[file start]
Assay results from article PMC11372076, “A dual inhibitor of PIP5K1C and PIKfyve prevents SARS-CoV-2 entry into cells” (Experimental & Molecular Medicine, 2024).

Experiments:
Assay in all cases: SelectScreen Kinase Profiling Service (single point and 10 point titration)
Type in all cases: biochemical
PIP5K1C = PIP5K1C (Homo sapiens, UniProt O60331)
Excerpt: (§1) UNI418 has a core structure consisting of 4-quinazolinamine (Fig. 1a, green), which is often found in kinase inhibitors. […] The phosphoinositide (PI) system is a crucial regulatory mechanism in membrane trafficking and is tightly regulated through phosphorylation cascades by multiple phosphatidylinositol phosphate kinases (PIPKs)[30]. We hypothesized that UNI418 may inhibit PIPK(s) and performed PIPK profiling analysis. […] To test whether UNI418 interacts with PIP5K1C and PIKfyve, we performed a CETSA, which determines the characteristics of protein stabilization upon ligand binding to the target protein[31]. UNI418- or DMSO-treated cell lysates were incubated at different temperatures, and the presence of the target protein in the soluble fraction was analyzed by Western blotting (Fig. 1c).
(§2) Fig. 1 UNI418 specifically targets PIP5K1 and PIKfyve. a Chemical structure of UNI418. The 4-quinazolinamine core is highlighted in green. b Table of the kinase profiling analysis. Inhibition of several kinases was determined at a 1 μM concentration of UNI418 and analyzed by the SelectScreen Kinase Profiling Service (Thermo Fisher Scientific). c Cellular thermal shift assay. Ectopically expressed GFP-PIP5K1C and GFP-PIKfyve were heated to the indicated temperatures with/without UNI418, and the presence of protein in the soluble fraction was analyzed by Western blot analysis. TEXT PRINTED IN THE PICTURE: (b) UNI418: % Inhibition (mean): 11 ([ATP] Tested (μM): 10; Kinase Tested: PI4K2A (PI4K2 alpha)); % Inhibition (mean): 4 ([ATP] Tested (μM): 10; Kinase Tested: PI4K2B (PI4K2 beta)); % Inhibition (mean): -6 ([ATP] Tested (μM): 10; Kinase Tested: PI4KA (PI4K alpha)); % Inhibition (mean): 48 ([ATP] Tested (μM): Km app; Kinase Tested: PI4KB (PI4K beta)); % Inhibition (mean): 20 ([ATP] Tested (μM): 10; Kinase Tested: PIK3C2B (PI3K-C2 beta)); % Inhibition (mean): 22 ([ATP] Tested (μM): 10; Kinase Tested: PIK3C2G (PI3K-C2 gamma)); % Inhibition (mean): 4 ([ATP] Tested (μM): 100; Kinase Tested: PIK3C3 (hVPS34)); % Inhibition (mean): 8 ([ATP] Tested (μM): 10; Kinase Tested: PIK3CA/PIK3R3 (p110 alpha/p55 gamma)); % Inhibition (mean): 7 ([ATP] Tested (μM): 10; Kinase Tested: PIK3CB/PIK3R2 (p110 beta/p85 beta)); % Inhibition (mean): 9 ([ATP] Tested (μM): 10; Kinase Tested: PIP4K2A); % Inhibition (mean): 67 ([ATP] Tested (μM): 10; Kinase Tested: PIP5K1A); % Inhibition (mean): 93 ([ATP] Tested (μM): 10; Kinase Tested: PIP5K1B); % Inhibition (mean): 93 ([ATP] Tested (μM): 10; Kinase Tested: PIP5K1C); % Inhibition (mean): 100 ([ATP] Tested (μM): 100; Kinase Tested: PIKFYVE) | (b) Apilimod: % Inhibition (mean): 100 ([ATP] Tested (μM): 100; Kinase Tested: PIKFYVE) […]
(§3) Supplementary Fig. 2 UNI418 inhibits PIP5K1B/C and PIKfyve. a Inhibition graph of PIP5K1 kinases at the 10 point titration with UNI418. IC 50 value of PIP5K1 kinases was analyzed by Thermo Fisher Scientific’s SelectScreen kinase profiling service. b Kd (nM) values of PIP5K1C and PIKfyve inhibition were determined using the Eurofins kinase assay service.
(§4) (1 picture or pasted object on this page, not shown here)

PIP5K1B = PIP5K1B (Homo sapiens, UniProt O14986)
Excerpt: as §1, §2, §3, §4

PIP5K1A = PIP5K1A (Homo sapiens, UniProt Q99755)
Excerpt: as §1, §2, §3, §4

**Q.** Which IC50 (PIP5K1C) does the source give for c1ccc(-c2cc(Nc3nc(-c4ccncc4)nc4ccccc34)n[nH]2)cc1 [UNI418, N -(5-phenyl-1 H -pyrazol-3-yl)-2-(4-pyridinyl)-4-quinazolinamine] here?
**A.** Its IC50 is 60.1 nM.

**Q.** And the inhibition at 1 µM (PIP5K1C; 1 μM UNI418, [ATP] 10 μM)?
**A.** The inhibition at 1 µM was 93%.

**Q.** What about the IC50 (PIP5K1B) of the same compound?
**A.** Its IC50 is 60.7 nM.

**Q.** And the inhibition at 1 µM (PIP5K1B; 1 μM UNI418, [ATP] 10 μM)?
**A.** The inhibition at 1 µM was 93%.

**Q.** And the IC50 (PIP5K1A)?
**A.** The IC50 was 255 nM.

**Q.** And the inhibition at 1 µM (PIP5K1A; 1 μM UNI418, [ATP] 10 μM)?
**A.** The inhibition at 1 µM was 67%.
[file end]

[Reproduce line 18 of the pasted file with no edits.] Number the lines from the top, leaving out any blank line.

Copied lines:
**Q.** What about the IC50 (PIP5K1B) of the same compound?